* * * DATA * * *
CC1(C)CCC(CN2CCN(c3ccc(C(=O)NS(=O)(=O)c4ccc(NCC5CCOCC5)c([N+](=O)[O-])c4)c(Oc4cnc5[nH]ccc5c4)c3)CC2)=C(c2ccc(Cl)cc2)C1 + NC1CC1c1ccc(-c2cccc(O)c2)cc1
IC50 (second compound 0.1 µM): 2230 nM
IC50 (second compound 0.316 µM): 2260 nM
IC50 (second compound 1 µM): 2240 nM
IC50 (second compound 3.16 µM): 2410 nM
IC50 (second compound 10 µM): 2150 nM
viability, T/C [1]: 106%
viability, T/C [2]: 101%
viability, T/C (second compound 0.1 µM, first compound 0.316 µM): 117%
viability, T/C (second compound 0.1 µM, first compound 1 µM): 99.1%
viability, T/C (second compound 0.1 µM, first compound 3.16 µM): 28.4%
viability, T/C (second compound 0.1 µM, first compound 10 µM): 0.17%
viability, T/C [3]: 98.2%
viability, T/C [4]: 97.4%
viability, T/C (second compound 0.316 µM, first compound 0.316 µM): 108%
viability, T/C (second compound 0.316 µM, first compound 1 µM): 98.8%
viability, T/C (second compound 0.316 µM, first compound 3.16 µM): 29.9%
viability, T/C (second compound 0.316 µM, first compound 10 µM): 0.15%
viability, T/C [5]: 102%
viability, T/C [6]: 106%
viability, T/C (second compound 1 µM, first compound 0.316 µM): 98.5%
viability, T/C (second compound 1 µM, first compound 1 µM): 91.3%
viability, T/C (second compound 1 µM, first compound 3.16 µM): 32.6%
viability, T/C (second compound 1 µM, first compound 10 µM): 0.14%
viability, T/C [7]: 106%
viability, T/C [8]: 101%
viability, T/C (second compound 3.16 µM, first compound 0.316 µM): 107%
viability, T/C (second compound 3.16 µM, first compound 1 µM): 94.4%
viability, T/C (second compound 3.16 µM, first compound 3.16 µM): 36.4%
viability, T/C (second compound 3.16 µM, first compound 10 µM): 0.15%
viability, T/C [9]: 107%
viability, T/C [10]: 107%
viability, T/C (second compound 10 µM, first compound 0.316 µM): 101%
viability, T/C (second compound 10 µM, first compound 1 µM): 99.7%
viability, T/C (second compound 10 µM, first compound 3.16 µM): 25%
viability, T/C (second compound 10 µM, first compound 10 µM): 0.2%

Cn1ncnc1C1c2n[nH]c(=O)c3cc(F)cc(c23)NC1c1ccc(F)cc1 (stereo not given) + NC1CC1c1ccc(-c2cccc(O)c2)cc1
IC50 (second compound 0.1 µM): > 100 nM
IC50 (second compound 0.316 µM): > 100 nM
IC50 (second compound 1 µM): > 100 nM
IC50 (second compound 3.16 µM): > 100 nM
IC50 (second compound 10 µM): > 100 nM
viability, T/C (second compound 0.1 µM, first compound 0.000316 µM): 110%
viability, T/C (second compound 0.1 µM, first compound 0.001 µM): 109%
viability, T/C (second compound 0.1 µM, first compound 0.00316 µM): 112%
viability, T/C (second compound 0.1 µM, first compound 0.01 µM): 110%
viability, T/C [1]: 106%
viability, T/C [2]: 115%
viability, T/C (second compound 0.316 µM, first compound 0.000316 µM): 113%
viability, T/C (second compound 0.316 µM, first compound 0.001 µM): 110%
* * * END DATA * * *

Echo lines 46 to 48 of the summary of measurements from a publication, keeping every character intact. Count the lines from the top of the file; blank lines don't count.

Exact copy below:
viability, T/C (second compound 0.1 µM, first compound 0.01 µM): 110%
viability, T/C [1]: 106%
viability, T/C [2]: 115%